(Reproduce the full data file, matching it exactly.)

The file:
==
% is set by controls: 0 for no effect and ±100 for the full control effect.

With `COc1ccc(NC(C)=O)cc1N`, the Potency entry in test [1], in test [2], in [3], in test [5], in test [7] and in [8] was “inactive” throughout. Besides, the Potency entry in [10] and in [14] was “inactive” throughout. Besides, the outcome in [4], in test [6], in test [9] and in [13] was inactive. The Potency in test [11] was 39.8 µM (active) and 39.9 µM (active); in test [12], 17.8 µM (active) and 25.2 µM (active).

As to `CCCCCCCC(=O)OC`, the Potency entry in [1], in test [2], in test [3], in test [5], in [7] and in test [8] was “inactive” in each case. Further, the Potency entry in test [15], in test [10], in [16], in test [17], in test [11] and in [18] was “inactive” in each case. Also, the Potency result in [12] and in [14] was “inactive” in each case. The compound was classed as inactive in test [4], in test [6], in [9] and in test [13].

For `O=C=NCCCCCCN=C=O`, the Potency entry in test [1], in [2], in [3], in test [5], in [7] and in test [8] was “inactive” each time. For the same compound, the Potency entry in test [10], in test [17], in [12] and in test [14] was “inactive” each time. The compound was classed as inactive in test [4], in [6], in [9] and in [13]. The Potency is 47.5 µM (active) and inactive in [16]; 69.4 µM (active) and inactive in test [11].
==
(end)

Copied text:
% is set by controls: 0 for no effect and ±100 for the full control effect.

With `COc1ccc(NC(C)=O)cc1N`, the Potency entry in test [1], in test [2], in [3], in test [5], in test [7] and in [8] was “inactive” throughout. Besides, the Potency entry in [10] and in [14] was “inactive” throughout. Besides, the outcome in [4], in test [6], in test [9] and in [13] was inactive. The Potency in test [11] was 39.8 µM (active) and 39.9 µM (active); in test [12], 17.8 µM (active) and 25.2 µM (active).

As to `CCCCCCCC(=O)OC`, the Potency entry in [1], in test [2], in test [3], in test [5], in [7] and in test [8] was “inactive” in each case. Further, the Potency entry in test [15], in test [10], in [16], in test [17], in test [11] and in [18] was “inactive” in each case. Also, the Potency result in [12] and in [14] was “inactive” in each case. The compound was classed as inactive in test [4], in test [6], in [9] and in test [13].

For `O=C=NCCCCCCN=C=O`, the Potency entry in test [1], in [2], in [3], in test [5], in [7] and in test [8] was “inactive” each time. For the same compound, the Potency entry in test [10], in test [17], in [12] and in test [14] was “inactive” each time. The compound was classed as inactive in test [4], in [6], in [9] and in [13]. The Potency is 47.5 µM (active) and inactive in [16]; 69.4 µM (active) and inactive in test [11].